What Is Multiline Insurance?

A multiline insurance contract is a type of insurance policy that bundles different exposures to risk and covers them under a single contract. These policies provide additional income for the providers, while simultaneously offering increased convenience and premium discounts to policyholders. The practice of bundling has become widespread in recent years. Case in point: nearly 80% of customers bundle multiple policies with insurers.

Key Takeaways

  • A multiline insurance contract describes a policy that bundles different areas of coverage.
  • For personal insurance, a bundled policy may include car, home, and life insurance coverage.
  • For commercial insurance, a bundled policy may cover loss of life, as well as physical and intellectual property theft.
  • Customers benefit from bundled policies because they offer discounts while streamlining customer service.
  • Companies benefit from offering bundled policies because it mitigates potential payouts.

Understanding Multiline Insurance

For the insured individuals, multiline contracts are attractive options, because these policies aggregate deductibles, in order to cover several risk types. These offerings likewise benefit providers because they reduce exposure by spreading the risk across a swath of different factors. This serves to minimize the financial burden if catastrophic events occur.

Bundling in Practice

A multiline insurer is effectively a one-stop shop for businesses and individuals. Consider the following:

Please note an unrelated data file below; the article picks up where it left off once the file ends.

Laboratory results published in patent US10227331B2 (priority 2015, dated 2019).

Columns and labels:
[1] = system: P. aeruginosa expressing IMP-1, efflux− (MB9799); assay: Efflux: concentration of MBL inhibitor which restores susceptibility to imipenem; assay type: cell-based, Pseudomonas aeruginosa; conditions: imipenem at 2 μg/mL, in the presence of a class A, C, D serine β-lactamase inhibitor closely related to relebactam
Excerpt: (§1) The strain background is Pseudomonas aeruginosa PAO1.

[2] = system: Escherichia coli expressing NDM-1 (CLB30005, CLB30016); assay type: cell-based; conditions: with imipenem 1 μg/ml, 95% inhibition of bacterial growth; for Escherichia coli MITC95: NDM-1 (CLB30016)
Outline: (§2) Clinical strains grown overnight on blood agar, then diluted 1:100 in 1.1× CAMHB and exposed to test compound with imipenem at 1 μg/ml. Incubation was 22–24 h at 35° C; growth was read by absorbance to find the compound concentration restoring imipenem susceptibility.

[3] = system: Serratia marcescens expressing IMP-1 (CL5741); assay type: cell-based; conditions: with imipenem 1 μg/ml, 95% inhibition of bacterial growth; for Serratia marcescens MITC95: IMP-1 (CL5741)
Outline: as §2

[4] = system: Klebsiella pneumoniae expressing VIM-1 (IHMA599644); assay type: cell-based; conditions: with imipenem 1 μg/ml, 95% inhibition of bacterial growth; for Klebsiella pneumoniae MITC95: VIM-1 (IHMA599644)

• Personal insurance. Many large insurers offer individual policies for automobile, homeowner, long-term care, life, and health insurance coverage.
  • Commercial insurance. Multiline insurers may cover risks such as loss of life, as well as physical and intellectual property theft.

The Advantages for the Insurers

Bundling lets insurance companies maximize their offerings, which improves client retention by reducing the contact customers may cultivate with competitors. Furthermore, by obtaining a more detailed picture of their clients' overall coverage needs, insurers can glean a clearer idea of the kinds of risks they represent. This helps companies ensure they'll have sufficient reserve capital to cover payouts they may ultimately be responsible for making.

Advantages for the Insured

According to a 2017 survey by InsuranceQuotes, insurance bundling saves policyholders an average savings of 16%, although the amount saved varies from state to state, due to differing regional costs. For example, while policyholders nationwide annually save an average of $600 by bundling home and auto insurance, residents in the state of Vermont on average would only save $175.

In addition to enjoying discounts, bundled policyholders also report cleaner customer service experiences. Not only do clients receive just one bill consolidating expenses for all areas of coverage, but each customer is represented by a single point of contact.

On the downside, a bundled policyholder may be agreeing to coverage in an area that a given company may not specialize in. Let's assume a particular company excels in providing automobile coverage, while homeowners' insurance represents its secondary product line. In such cases, a bundled policyholder may have a more efficient experience making a claim after a car accident, than he or she might have after reporting a home burglary.

Bundled policies reduce paperwork while saving policyholders from the hassle of memorizing multiple usernames and passwords.